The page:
How much innovation is needed to protect the ocean from plastic contamination?

Cordier M. & Uehara, T. (2019). How much innovation is needed to protect the ocean from plastic contamination?. Science of The Total Environment, Elsevier, Volume 670, 20 June 2019, Pages 789-799.



Plastics are non-biodegradable, and increasing accumulation of plastic debris in the ocean is a major cause for concern. The World Economic Forum, Ellen MacArthur Foundation, and McKinsey & Company claimed in 2016 that technological innovations can solve the plastic problem. Such a claim raises an as yet unanswered question: how much technological innovation is needed and is it economically feasible? We offer answers to this question via a system dynamics model that we developed to simulate different scenarios aimed at controlling plastic debris entering the global ocean. Our results show that ocean cleanup technologies could achieve a 25% reduction in the level of plastic debris in the ocean below 2010 levels in 2030. However, this would require removing 15% of the stock of plastic debris from the ocean every year over the period 2020–2030, which equates to 135 million tons of plastic in total (metric tons). The implementation cost of such an ocean cleanup effort would amount to €492 billion-€708 billion, which represents 0.7%–1.0% of the world GDP in 2017 – this calculation is based on unit costs in €/kg estimated in The Ocean Cleanup project feasibility study. The Ocean Cleanup project alone is designed to collect 70,320 tons of plastic debris over a 10 year period. Removing 135 million tons of plastic debris would require investing in 1924 similar cleanup projects. These results help to assess the economic feasibility of removing such large volume of plastics. Moreover, our results provide quantitative confirmation that technological solutions alone are not sufficient to solve plastic pollution issues. A portfolio of diverse solutions – not only technological ones – is likely to have greater technical, political and economic feasibility. Our model shows that such a combined portfolio implemented over the period 2020–2030 could reduce the ocean plastic stock to 2013 levels (94 million tons) by 2030.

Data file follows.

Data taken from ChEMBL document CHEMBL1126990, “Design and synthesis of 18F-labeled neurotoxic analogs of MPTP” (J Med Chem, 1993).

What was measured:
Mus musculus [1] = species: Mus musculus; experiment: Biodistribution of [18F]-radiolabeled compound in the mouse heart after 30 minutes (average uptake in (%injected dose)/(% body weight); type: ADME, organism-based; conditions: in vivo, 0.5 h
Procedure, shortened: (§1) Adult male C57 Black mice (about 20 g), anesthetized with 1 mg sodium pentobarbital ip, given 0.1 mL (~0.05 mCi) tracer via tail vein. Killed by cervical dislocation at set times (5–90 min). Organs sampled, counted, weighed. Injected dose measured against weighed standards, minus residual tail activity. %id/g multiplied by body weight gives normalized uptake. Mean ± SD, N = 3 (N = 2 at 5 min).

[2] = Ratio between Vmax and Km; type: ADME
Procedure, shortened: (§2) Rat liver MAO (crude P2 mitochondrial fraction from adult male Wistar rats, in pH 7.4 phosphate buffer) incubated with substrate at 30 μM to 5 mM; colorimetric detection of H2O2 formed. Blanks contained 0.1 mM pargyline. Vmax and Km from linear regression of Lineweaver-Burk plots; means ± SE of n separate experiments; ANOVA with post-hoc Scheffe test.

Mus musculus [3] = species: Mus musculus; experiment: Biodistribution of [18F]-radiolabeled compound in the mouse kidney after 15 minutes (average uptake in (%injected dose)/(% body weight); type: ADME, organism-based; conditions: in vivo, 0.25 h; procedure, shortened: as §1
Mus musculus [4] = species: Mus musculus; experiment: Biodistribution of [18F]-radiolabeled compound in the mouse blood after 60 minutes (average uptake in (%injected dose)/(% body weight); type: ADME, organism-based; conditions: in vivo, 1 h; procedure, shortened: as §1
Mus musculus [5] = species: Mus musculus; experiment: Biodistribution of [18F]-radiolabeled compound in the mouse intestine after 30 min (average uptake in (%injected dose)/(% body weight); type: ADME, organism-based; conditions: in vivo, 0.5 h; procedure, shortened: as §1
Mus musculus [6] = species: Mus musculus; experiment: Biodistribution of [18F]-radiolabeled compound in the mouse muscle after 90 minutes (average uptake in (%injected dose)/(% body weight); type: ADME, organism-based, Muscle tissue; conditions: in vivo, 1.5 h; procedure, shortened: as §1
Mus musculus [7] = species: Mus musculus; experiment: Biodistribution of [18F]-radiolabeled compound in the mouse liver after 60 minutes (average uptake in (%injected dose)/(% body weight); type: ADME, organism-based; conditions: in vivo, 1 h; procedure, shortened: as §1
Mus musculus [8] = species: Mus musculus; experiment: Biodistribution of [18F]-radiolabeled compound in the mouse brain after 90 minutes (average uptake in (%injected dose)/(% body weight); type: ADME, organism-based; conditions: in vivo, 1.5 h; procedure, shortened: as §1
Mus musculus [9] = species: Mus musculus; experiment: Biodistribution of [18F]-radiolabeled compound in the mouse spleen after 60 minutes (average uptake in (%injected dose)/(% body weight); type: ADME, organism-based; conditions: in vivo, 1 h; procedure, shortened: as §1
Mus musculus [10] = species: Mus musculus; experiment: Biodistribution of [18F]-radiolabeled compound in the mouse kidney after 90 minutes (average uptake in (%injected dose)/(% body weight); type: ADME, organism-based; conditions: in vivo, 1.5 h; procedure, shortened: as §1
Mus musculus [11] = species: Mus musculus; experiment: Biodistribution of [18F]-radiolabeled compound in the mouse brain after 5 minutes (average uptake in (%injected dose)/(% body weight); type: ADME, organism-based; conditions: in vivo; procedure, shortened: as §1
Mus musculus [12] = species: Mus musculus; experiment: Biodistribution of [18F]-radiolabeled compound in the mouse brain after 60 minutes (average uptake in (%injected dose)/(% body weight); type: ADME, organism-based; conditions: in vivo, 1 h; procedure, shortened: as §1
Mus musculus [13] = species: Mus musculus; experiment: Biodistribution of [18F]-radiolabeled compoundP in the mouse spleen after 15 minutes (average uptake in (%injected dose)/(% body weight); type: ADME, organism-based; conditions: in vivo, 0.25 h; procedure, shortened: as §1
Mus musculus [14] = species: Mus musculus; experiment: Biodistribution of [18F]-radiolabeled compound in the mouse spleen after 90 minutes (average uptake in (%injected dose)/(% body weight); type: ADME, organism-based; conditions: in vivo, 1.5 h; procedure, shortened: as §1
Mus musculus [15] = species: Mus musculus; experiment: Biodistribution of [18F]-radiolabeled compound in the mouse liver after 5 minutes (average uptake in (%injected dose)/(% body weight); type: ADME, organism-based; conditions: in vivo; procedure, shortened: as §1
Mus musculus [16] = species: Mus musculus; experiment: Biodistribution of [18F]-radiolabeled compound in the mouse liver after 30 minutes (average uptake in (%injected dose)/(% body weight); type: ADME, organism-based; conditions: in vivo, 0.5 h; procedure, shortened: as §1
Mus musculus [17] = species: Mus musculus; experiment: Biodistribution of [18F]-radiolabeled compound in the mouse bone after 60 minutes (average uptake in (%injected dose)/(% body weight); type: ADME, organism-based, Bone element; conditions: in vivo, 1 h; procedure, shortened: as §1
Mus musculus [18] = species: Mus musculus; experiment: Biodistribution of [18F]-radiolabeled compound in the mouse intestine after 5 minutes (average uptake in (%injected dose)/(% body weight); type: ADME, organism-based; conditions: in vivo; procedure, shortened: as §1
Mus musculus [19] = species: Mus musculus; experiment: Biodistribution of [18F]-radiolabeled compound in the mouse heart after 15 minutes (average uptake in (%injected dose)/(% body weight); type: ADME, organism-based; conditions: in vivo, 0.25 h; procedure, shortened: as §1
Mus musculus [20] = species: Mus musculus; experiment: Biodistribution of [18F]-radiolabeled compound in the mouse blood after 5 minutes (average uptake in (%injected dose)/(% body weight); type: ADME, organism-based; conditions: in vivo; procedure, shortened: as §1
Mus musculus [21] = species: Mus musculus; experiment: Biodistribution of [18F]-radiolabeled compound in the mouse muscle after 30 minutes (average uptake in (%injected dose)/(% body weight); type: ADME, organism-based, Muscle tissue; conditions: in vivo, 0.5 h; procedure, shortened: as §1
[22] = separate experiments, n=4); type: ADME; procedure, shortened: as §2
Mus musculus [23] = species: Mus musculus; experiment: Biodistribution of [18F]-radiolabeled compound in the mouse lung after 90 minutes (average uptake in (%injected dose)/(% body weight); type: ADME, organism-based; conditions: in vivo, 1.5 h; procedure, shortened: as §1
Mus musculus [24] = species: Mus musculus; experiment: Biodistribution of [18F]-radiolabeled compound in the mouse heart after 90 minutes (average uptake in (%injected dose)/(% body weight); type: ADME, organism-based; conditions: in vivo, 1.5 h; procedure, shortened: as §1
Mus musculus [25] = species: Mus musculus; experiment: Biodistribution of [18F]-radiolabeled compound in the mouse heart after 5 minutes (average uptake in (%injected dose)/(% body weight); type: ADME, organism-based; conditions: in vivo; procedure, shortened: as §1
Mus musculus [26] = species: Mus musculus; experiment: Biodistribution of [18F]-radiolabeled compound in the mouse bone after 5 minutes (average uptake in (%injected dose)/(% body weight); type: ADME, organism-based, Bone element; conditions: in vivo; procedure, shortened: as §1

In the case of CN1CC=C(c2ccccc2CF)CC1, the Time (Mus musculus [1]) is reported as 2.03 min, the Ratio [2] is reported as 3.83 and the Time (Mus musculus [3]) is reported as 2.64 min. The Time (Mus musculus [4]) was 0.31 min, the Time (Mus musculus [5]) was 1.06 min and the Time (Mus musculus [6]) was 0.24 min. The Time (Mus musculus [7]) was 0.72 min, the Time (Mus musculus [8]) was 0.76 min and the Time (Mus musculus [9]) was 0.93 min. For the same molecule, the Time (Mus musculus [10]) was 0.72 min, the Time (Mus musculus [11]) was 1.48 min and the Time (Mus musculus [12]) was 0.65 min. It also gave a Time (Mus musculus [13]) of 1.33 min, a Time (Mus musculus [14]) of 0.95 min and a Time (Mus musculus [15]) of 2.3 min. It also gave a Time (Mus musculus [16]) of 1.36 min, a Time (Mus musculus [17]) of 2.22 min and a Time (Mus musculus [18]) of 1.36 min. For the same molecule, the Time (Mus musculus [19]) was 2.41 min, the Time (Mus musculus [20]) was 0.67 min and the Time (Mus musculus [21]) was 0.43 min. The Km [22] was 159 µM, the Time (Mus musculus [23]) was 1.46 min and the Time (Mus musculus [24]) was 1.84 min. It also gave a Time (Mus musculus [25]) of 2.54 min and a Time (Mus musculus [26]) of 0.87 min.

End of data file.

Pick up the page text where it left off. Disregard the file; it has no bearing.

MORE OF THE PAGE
Figure 1. Correlation between annual inputs of plastic debris from land into the global ocean and world gross domestic product (GDP) over the period 1950-2015. In the equation of the linear regression (black continuous line), y = global plastic debris annual inputs from land to world's ocean (million tons/year), x = world GDP (constant 2010 US billion $) and - 0.99677 is the constant (i.e., the intercept with the vertical axis). Data on the vertical axis are our own calculations based on Eq. (6) in which we entered data from Jambeck et al. (2015) and Geyer et al. (2017). Data on the horizontal axis comes from the World Bank (2018).

Figure 2. Stock and flow diagram of the system dynamics model for marine plastic wastes (designed in Powersim). Stocks and flows are represented by boxes and double arrows, respectively. Circles and diamonds denote auxiliary variables and constants. Clouds indicate infinity and mark the model boundaries.



Marine ecosystem, Waste management, Ocean cleanup, System dynamics, Decoupling GDP, Marine litter



  • We develop a system dynamics model to study the issue of plastic debris in the ocean.

  • Technological solutions alone cannot solve ecological issues in a growing economy.

  • Significant ocean cleanup requires removing at least 135 million tons of plastics.

  • Such a removal effort might cost up to €708 billion, i.e., 1% of the world GDP.

  • A diverse portfolio of solutions, in the ocean and on land also, performs better.